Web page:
Getting Started

The MIDI.NET API has been designed to be very easy to use. Here are some examples for common tasks when working with Midi.

Send a Midi Message

How to send a short midi message to and output port.

The following code uses the first available midi out port to output a Reset message.

using CannedBytes.Midi;

var midiOut = new MidiOutPort();
midiOut.Open(0);

midiOut.ShortData(0xFF);

The MidiOutPort.ShortData method takes an int . It contains all the bytes that are used for a short midi message (max 3 bytes).

To assist you in putting these separate bytes into one int the MidiData struct can help out. The next example shows how to create a midi note-on message.

using CannedBytes.Midi;

var midiOut = new MidiOutPort();
midiOut.Open(0);

var midiData = new MidiData();
midiData.Status = 0x90 // note-on for channel 1
midiData.Paramater1 = 64; // note number
midiData.Parameter2 = 100; // velocity

midiOut.ShortData(midiData);

Because the MidiData struct has an implicit int operator you can pass it directly to the ShortData method.

Receive a Midi Message

For receiving midi messages you need to provide 'something' to where these messages can be delivered. A object assigned to the Successor property on the MidiInPort will be called to receive the data. You must implement the IMidiDataReceiver interface for this.
The Chain of Responsibilities pattern is used here to allow further processing of the received midi data.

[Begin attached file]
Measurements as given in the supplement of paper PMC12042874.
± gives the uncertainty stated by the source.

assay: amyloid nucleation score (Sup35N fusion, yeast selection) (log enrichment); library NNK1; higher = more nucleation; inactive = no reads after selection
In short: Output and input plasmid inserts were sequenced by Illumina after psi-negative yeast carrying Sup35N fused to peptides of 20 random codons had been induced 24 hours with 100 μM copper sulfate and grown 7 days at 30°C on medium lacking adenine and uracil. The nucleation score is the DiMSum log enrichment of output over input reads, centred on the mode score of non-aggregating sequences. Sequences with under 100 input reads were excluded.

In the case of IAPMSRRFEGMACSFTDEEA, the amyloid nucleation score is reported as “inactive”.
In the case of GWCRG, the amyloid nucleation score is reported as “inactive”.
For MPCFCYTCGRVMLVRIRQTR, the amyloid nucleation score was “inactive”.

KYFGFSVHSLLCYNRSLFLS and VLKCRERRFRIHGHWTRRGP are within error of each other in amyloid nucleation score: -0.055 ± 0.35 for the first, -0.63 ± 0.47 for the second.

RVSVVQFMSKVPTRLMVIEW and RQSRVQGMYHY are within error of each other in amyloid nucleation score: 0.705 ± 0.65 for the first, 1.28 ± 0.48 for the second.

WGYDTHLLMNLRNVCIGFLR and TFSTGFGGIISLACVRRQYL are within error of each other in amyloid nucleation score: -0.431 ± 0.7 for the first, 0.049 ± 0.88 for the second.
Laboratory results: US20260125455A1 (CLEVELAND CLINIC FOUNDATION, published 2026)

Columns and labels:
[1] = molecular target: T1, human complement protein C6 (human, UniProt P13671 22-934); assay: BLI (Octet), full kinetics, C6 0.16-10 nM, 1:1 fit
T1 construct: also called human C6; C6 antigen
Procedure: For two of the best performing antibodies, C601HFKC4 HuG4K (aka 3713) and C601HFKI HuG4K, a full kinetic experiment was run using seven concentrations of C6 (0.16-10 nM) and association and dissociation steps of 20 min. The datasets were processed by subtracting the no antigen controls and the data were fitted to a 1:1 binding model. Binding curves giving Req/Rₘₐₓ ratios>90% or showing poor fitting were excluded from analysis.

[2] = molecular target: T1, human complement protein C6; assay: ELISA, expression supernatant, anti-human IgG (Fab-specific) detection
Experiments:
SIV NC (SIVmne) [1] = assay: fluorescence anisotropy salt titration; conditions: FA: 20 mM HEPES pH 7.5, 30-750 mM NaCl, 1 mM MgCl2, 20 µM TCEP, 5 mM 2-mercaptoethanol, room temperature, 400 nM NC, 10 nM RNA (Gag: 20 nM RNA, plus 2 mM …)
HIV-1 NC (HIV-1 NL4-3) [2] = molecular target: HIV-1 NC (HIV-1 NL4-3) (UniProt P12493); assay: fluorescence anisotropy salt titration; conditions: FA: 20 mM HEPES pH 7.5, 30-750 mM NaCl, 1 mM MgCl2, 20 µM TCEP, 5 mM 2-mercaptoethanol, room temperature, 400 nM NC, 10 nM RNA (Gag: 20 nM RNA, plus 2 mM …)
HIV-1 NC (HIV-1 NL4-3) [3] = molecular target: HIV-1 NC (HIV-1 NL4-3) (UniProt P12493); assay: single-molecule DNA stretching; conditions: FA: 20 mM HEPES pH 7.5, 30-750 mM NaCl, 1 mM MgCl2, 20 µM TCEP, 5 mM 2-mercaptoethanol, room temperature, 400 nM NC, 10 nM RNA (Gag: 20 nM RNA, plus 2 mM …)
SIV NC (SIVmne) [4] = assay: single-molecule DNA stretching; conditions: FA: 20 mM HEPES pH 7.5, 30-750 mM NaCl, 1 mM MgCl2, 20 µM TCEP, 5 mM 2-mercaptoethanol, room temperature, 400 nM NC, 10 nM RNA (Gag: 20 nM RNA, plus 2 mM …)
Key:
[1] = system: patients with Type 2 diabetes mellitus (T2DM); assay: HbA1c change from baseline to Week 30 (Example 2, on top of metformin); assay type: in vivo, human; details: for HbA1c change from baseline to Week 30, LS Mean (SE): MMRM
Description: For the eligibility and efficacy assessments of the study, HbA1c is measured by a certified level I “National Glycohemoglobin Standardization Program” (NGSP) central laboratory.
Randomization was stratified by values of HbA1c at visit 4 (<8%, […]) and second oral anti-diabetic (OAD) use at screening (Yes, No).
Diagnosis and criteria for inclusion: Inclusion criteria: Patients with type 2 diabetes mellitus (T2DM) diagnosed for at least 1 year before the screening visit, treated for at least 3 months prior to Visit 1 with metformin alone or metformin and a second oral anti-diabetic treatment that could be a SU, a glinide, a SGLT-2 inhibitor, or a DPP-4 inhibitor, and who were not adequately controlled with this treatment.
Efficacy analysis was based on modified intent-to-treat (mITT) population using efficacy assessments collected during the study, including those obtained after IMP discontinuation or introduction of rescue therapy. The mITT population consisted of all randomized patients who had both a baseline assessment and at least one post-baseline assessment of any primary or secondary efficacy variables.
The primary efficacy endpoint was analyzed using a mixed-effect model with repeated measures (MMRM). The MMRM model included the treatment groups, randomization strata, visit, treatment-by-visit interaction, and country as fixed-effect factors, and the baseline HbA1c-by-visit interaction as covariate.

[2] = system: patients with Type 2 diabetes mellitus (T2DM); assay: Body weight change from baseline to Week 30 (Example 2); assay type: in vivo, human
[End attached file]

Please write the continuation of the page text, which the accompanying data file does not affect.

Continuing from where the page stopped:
using CannedBytes.Midi;

private class MyReceiver : IMidiDataReceiver
{
    public void ShortData(int data, long timestamp)
    {
        // your processing here. Keep it short!
    }

    public void LongData(MidiBufferStream buffer, long timestamp)
    {
        // not used for short midi messages
    }
}

var midiIn = new MidiInPort();
midiIn.Successor = new MyReceiver();
midiIn.Open(0);
midiIn.Start();

// .....

midiIn.Stop();

You must assign the Successor property before calling the Open method or you will get an exception. Likewise you cannot set the Successor property once the port has been opened.
Do not forget to call Start on the MidiInPort for it to start receiving messages and deliver them to your implementation of IMidiDataReceiver .

Cleaning up

A call to Close on the midi port will cleanup all used (unmanaged) resources.
When a midi port remains open because you forgot to call Close on it, other programs on your system (including your own) cannot open that Midi Port - unless your Midi driver supports multiple clients. So it is always a good practice to close all ports when your done with them.

Discover Midi Ports

There is an easy way to discover what midi ports are available on the machine. A read-only collection can be instantiated that will contain the midi port capabilities for all midi ports on the machine.

using CannedBytes.Midi;

var midiInCaps = new MidiInPortCapsCollection();

foreach(var inCaps in midiInCaps)
{
    Console.Write(inCaps.Name);
}

The collection items are instances of the MidiInPortCaps class. To discover midi out port capabilities, instantiate the MidiOutPortCapsCollection class that will give you a collection of MidiOutPortCaps items.

In order to open a specific midi port, the collection index of that port in the Caps collection can be used as a portId.
using CannedBytes.Midi;

var midiInCaps = new MidiInPortCapsCollection();
var selectedCaps = midiInCaps[??];  // selected midi port

int portId = midiInCaps.IndexOf(selectedCaps);

var midiIn = new MidiInPort();
midiIn.Successor = new MyReceiver();
midiIn.Open(portId);

....

Again, the same method can be used for opening MidiOutPort s.

Last edited Apr 9, 2013 at 4:52 PM by obiwanjacobi, version 1